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Customer Reviews

Top Customer Reviews

Format: Hardcover Verified Purchase
This is a welcome addition to a consistently excellent series: the others I've listened to in the car on audio cd, this one I was persuaded to buy for the summer holidays, and the longer version is just as fast-paced and engrossing as the abridged audio versions. Perhaps the plot is a little cliched, a gangster believed dead who isn't really, but there is some development of the regular characters, and engaging newcomers in Anna Carpenter and stereotypical Yorkshireman, Andy Boyle, one of whom I hope we hear from again. What is nice about Thorne as a central character is that he is fallible - he admits to being wrong with a couple of first impressions of people, and the resolutions of the two crimes this book is concerned with, while final and relatively satisfying to the reader, are less than conventional and in no way suggest that Thorne's deductive powers are magical and his powers supernatural, as with many fictional detectives: he is just a morally grounded character, trying to do his best, to do what is right, but at the mercy of circumstance and the manipulative cleverness of those he hopes to bring to justice.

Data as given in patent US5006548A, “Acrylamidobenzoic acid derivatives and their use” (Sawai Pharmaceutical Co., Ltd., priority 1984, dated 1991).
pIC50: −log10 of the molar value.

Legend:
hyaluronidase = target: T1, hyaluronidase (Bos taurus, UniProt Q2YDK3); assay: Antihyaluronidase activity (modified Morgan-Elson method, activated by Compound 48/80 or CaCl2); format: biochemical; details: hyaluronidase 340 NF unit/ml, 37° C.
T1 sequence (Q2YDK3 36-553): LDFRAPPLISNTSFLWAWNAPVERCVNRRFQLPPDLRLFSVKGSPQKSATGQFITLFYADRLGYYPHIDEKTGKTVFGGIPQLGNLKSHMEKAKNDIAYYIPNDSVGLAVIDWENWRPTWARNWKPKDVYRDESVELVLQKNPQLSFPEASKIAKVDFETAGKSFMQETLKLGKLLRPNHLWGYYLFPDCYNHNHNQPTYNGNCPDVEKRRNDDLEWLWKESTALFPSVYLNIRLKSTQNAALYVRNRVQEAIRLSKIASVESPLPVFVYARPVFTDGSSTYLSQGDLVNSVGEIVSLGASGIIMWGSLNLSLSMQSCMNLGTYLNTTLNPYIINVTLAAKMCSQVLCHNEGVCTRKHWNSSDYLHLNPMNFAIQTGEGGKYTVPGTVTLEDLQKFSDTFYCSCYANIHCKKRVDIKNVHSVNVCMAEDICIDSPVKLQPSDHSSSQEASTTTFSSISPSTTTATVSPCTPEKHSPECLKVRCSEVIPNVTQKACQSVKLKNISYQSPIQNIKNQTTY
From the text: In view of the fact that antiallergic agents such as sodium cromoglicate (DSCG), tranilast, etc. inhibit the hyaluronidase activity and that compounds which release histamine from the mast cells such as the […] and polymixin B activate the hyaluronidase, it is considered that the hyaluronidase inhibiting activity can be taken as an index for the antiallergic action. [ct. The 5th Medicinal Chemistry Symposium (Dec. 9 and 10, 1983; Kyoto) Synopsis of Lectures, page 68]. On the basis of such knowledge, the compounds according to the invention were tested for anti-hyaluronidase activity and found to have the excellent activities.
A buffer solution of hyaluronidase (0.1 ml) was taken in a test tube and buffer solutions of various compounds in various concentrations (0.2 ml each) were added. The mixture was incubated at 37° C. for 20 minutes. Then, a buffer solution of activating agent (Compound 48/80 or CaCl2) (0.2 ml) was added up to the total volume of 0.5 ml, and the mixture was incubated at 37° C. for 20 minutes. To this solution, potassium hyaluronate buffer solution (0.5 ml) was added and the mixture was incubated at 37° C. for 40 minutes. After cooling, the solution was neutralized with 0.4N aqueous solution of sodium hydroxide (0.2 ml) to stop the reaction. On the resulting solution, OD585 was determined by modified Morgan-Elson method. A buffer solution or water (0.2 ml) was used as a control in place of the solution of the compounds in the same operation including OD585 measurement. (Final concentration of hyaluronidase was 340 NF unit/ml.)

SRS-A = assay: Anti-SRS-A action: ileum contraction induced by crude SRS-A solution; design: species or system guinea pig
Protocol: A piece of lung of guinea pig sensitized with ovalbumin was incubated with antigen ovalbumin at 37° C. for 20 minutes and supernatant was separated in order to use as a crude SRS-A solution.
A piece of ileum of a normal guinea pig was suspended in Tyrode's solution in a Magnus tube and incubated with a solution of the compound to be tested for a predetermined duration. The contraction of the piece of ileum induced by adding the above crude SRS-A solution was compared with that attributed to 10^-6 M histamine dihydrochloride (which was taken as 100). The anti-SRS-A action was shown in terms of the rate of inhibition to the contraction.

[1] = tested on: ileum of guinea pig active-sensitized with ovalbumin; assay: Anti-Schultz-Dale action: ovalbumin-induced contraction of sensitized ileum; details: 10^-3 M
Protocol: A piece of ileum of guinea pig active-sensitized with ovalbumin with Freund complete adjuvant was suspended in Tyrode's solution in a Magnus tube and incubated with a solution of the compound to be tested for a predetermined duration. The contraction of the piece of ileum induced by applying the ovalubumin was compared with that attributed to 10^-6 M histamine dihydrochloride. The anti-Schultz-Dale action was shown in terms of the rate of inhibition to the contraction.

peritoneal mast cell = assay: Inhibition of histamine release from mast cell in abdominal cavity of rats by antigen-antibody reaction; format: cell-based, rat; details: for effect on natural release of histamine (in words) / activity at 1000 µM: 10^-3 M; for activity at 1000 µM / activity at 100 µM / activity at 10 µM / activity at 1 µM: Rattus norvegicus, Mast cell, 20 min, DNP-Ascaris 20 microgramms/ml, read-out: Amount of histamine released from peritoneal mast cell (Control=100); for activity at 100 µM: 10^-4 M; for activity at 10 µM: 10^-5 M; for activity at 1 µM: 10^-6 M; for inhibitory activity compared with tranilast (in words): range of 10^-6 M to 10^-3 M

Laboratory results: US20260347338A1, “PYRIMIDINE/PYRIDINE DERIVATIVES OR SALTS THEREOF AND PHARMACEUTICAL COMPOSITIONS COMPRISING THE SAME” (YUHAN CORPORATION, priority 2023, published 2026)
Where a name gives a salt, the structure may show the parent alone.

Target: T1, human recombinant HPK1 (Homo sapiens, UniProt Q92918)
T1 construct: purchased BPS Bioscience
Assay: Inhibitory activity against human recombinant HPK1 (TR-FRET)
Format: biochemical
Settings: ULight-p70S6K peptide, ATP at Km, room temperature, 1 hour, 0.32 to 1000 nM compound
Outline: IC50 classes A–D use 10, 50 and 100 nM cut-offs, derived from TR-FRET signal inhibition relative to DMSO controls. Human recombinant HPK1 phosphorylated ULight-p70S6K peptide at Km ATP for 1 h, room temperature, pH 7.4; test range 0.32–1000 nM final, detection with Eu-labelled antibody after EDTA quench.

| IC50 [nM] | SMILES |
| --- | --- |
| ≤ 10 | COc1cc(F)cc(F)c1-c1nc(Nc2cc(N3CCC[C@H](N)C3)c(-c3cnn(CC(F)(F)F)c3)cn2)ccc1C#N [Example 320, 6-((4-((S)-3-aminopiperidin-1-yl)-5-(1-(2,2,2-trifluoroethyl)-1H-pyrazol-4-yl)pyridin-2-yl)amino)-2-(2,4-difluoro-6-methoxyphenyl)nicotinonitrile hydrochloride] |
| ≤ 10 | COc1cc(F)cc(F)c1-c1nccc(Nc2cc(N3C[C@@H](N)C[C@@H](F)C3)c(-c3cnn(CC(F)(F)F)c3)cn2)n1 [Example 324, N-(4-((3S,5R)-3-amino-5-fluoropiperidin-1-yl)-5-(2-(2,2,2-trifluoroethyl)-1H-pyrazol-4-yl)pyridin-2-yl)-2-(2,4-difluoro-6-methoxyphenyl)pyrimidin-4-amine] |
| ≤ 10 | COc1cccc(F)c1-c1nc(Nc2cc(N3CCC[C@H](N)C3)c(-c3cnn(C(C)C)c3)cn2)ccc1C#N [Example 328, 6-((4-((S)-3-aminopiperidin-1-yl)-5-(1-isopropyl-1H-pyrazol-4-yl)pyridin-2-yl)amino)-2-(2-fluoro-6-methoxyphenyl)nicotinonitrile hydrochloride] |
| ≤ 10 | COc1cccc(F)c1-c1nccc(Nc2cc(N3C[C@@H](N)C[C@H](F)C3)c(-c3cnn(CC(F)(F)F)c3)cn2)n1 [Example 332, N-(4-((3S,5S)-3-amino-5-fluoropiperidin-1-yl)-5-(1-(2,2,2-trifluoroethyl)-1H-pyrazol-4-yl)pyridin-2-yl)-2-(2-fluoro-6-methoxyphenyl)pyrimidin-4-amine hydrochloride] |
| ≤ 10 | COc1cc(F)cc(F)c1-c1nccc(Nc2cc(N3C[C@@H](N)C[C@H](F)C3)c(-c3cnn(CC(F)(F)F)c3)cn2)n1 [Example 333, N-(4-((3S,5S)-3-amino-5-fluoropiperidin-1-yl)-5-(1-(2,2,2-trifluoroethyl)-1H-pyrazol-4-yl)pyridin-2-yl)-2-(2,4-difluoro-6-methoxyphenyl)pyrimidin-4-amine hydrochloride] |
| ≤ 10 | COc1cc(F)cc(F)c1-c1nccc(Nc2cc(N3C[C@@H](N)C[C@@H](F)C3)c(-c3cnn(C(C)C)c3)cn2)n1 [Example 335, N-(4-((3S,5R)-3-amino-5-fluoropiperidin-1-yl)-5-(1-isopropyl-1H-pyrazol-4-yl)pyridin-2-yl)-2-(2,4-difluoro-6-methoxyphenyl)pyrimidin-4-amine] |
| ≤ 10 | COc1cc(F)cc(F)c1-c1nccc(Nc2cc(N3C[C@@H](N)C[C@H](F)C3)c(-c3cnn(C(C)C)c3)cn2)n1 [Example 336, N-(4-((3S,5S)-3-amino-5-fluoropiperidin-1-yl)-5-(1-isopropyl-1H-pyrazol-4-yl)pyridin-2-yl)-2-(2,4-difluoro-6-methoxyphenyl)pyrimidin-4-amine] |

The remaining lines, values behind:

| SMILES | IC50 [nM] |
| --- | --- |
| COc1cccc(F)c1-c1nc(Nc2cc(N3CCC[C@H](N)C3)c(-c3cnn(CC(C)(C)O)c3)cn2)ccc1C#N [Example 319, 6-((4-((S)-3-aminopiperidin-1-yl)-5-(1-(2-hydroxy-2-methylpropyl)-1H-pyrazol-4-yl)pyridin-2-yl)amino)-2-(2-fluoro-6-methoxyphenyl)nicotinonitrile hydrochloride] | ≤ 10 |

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Format: Hardcover
When Donna Langford receives a photograph of her husband Alan, she is understandably shocked as she has just served 10 years in prison for organising his murder. Not having any love for the police she seeks out a private detective and finds Anna Carpenter who is keen and enthusiastic - this is her first real case. But Anna is inexperienced and out of her depth and so she contacts the detective who handled the case ten years ago.

DI Tom Thorne is initially not interested, as he is caught up in the case of a missing girl and the prosecution of the man he is certain murdered her, but eventually with pressure from the top he commences an investigation constantly dogged by Anna.